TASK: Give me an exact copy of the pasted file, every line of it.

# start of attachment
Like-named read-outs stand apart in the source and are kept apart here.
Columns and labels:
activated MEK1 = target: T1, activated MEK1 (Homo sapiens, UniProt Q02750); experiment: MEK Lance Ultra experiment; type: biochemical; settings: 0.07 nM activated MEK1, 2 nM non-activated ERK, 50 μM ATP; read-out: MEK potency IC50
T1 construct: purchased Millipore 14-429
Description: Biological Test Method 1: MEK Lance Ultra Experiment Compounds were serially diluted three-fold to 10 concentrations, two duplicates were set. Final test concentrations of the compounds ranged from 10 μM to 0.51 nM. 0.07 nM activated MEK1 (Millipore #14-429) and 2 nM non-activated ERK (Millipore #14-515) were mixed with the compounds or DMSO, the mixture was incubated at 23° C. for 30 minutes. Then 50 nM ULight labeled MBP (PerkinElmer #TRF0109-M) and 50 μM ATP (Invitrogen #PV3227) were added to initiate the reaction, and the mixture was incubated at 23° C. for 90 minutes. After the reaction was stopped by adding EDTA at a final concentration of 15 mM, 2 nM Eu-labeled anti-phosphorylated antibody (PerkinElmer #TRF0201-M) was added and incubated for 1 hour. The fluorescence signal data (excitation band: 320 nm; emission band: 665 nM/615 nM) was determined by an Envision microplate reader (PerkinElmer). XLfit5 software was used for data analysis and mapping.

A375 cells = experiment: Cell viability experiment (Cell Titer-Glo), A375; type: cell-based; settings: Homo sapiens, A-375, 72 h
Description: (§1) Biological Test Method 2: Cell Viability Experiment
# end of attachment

Like-named read-outs stand apart in the source and are kept apart here.
Columns and labels:
activated MEK1 = target: T1, activated MEK1 (Homo sapiens, UniProt Q02750); experiment: MEK Lance Ultra experiment; type: biochemical; settings: 0.07 nM activated MEK1, 2 nM non-activated ERK, 50 μM ATP; read-out: MEK potency IC50
T1 construct: purchased Millipore 14-429
Description: Biological Test Method 1: MEK Lance Ultra Experiment Compounds were serially diluted three-fold to 10 concentrations, two duplicates were set. Final test concentrations of the compounds ranged from 10 μM to 0.51 nM. 0.07 nM activated MEK1 (Millipore #14-429) and 2 nM non-activated ERK (Millipore #14-515) were mixed with the compounds or DMSO, the mixture was incubated at 23° C. for 30 minutes. Then 50 nM ULight labeled MBP (PerkinElmer #TRF0109-M) and 50 μM ATP (Invitrogen #PV3227) were added to initiate the reaction, and the mixture was incubated at 23° C. for 90 minutes. After the reaction was stopped by adding EDTA at a final concentration of 15 mM, 2 nM Eu-labeled anti-phosphorylated antibody (PerkinElmer #TRF0201-M) was added and incubated for 1 hour. The fluorescence signal data (excitation band: 320 nm; emission band: 665 nM/615 nM) was determined by an Envision microplate reader (PerkinElmer). XLfit5 software was used for data analysis and mapping.

A375 cells = experiment: Cell viability experiment (Cell Titer-Glo), A375; type: cell-based; settings: Homo sapiens, A-375, 72 h
Description: (§1) Biological Test Method 2: Cell Viability Experiment